A Letter to the Chancellor: Please speak up


Dusty Hartl, Opinions Editor

It has come to my attention that you have not spoken about the sexual assaults on campus or, if you did, you have not done a great job at
denouncing it.

As someone who helps students on a regular basis, I often find myself having these difficult conversations. I am often asked “what is the chancellor doing about this?”

The only reply I can utter is “nothing to my

With more and more young women telling me that they have faced sexual assault, it is becoming more clear that this horrible ordeal is becoming a reality for many young women on campus. The reality is that even one sexual assault on campus is too much.

Being around freshmen most of my day, because of my work, I am forced to accept the reality that there is a strong possibility one in five of the women, and one in sixteen of the men, I encounter will be sexually assaulted. Seeing the fear and curiosity in these young minds about what the university is doing to end this epidemic breaks my heart because I really do not know what the university is doing.

I see other universities speak out and offer guidance, assistance and more than a comedy show and an online course that no one cares about to teach freshmen about the real harm of sexual assault.

Having someone speak out and tell the survivors that the university is trying its best to prevent these attacks is not too much
to ask.

As a strong, prominent woman figure on campus, I was hoping that of everyone, you would understand and respect this request. You are a leader in a college world that says women are more likely to be sexually assaulted while under your care than any other time in their lives.

I am sure that you care about this issue, but it is hard to see that when I have not heard anything of your endeavours. Your words should resonate, inspire, and guide young minds, but if they cannot be heard then is it worth saying at all?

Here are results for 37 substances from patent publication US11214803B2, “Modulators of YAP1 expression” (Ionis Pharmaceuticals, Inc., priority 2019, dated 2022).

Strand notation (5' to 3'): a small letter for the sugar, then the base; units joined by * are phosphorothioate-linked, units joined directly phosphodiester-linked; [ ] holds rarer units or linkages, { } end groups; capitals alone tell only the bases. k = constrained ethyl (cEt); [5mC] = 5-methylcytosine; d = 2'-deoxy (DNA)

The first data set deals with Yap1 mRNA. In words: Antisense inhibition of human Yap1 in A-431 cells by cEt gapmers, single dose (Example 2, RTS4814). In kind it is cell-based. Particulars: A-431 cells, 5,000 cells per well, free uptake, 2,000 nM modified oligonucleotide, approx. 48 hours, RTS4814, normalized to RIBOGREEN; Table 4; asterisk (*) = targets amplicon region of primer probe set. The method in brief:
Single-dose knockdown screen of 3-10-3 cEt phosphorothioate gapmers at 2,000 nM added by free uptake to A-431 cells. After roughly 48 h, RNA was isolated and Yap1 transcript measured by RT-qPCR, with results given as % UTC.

The question has been raised to me, as the Opinions Editor of the Royal Purple, if you are avoiding this discussion because if you admit this is a problem, it would shed a negative light on the university. My answer to that is simple because if this is indeed true, you are playing with a double-edged sword.

The students on this campus are not mindless creatures, we see, we hear, and we know when something happens. The fact that this has not been listed as a primary concern for you, to reach out to the campus, is drawing a negative light not only on the university, but on your leadership approaches as well.

In addition, it has come to my attention that you support the tobacco-free initiative on campus. An initiative that would ask young people to leave campus in the middle of the night, raising my fears of more sexual assaults.

With the days getting shorter as winter rolls in, having students leave campus to smoke is not fixing the sexual assault problem, but potentially fueling the fire. I have been told these areas would have proper patrolling, but why don’t we have proper patrolling of the rest of campus?

When I am told that students are escorting each other around campus because they do not feel safe walking alone, that is a problem. When only I, a 5’11, 300 pound man, feel comfortable walking around campus at night, that is a problem.

Chancellor, I reach out to you in this public forum not to make you feel bad, but because I know the public can hold you accountable. As students cannot, and will not, tolerate another email notifying us of a sexual assault.

Please, take responsibility and speak out against these attacks on women, and men, and be the role model so many desperately want you to be.


One of many concerned students, Dusty Hartl